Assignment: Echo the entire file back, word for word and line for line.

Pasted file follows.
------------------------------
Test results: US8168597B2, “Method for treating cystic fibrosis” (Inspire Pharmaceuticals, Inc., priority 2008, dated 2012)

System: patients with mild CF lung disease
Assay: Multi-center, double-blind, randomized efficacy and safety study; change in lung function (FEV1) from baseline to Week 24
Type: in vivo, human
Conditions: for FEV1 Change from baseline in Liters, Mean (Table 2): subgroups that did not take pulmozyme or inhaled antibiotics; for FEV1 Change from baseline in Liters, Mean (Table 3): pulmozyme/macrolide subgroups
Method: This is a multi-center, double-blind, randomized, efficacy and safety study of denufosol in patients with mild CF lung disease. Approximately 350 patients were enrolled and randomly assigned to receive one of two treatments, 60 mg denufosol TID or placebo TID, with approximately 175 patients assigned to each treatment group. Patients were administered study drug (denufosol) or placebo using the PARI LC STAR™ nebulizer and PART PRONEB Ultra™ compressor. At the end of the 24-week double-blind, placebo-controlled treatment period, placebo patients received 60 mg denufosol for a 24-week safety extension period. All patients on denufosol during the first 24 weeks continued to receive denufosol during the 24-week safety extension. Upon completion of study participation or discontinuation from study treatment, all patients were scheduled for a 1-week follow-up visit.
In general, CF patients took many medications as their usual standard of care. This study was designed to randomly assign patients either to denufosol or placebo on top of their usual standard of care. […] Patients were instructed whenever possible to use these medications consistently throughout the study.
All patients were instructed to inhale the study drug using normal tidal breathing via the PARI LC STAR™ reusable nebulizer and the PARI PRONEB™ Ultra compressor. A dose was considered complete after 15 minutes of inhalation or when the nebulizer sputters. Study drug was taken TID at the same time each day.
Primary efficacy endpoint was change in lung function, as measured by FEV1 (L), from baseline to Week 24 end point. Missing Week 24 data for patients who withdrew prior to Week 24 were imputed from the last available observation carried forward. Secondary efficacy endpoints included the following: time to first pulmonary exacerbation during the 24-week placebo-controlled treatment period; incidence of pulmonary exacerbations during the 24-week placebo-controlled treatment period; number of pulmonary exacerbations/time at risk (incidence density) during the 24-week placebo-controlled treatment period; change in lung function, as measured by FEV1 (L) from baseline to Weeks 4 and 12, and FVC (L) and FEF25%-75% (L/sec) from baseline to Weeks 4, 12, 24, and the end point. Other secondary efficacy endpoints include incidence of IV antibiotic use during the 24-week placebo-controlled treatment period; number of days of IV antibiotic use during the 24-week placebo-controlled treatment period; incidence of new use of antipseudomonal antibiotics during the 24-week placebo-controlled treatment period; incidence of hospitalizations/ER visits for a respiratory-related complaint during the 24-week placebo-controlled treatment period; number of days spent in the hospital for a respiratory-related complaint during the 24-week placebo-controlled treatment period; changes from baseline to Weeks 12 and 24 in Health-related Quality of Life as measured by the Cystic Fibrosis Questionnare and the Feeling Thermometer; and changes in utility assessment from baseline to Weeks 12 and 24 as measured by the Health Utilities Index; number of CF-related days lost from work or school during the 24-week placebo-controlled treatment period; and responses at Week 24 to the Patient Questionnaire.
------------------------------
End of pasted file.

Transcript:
Test results: US8168597B2, “Method for treating cystic fibrosis” (Inspire Pharmaceuticals, Inc., priority 2008, dated 2012)

System: patients with mild CF lung disease
Assay: Multi-center, double-blind, randomized efficacy and safety study; change in lung function (FEV1) from baseline to Week 24
Type: in vivo, human
Conditions: for FEV1 Change from baseline in Liters, Mean (Table 2): subgroups that did not take pulmozyme or inhaled antibiotics; for FEV1 Change from baseline in Liters, Mean (Table 3): pulmozyme/macrolide subgroups
Method: This is a multi-center, double-blind, randomized, efficacy and safety study of denufosol in patients with mild CF lung disease. Approximately 350 patients were enrolled and randomly assigned to receive one of two treatments, 60 mg denufosol TID or placebo TID, with approximately 175 patients assigned to each treatment group. Patients were administered study drug (denufosol) or placebo using the PARI LC STAR™ nebulizer and PART PRONEB Ultra™ compressor. At the end of the 24-week double-blind, placebo-controlled treatment period, placebo patients received 60 mg denufosol for a 24-week safety extension period. All patients on denufosol during the first 24 weeks continued to receive denufosol during the 24-week safety extension. Upon completion of study participation or discontinuation from study treatment, all patients were scheduled for a 1-week follow-up visit.
In general, CF patients took many medications as their usual standard of care. This study was designed to randomly assign patients either to denufosol or placebo on top of their usual standard of care. […] Patients were instructed whenever possible to use these medications consistently throughout the study.
All patients were instructed to inhale the study drug using normal tidal breathing via the PARI LC STAR™ reusable nebulizer and the PARI PRONEB™ Ultra compressor. A dose was considered complete after 15 minutes of inhalation or when the nebulizer sputters. Study drug was taken TID at the same time each day.
Primary efficacy endpoint was change in lung function, as measured by FEV1 (L), from baseline to Week 24 end point. Missing Week 24 data for patients who withdrew prior to Week 24 were imputed from the last available observation carried forward. Secondary efficacy endpoints included the following: time to first pulmonary exacerbation during the 24-week placebo-controlled treatment period; incidence of pulmonary exacerbations during the 24-week placebo-controlled treatment period; number of pulmonary exacerbations/time at risk (incidence density) during the 24-week placebo-controlled treatment period; change in lung function, as measured by FEV1 (L) from baseline to Weeks 4 and 12, and FVC (L) and FEF25%-75% (L/sec) from baseline to Weeks 4, 12, 24, and the end point. Other secondary efficacy endpoints include incidence of IV antibiotic use during the 24-week placebo-controlled treatment period; number of days of IV antibiotic use during the 24-week placebo-controlled treatment period; incidence of new use of antipseudomonal antibiotics during the 24-week placebo-controlled treatment period; incidence of hospitalizations/ER visits for a respiratory-related complaint during the 24-week placebo-controlled treatment period; number of days spent in the hospital for a respiratory-related complaint during the 24-week placebo-controlled treatment period; changes from baseline to Weeks 12 and 24 in Health-related Quality of Life as measured by the Cystic Fibrosis Questionnare and the Feeling Thermometer; and changes in utility assessment from baseline to Weeks 12 and 24 as measured by the Health Utilities Index; number of CF-related days lost from work or school during the 24-week placebo-controlled treatment period; and responses at Week 24 to the Patient Questionnaire.